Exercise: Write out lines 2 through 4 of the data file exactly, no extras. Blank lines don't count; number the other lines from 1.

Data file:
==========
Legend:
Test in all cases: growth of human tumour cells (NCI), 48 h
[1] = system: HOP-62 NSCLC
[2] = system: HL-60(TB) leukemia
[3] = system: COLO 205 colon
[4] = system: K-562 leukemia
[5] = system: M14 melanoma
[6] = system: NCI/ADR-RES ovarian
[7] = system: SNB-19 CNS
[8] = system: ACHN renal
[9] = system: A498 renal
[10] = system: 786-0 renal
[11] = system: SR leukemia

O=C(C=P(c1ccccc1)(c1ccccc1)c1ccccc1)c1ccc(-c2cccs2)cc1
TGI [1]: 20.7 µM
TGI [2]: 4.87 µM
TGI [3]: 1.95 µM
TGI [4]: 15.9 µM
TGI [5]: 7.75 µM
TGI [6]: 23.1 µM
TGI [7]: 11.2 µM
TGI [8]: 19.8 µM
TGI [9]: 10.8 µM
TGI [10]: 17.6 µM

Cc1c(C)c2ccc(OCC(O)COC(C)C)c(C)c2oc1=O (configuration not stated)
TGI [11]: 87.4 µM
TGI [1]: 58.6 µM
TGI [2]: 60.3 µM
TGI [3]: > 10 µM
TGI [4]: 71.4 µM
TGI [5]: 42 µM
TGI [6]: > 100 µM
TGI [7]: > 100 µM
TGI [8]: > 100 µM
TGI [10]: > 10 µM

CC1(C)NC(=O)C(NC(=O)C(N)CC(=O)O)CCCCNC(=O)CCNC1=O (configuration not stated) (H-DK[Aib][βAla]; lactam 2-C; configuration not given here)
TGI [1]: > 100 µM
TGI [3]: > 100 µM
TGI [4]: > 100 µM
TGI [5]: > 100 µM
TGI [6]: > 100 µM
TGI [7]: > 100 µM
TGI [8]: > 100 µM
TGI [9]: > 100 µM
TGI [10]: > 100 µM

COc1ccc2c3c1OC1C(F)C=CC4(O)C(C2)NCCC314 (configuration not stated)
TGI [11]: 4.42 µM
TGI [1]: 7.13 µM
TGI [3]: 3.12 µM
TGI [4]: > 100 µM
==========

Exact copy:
Test in all cases: growth of human tumour cells (NCI), 48 h
[1] = system: HOP-62 NSCLC
[2] = system: HL-60(TB) leukemia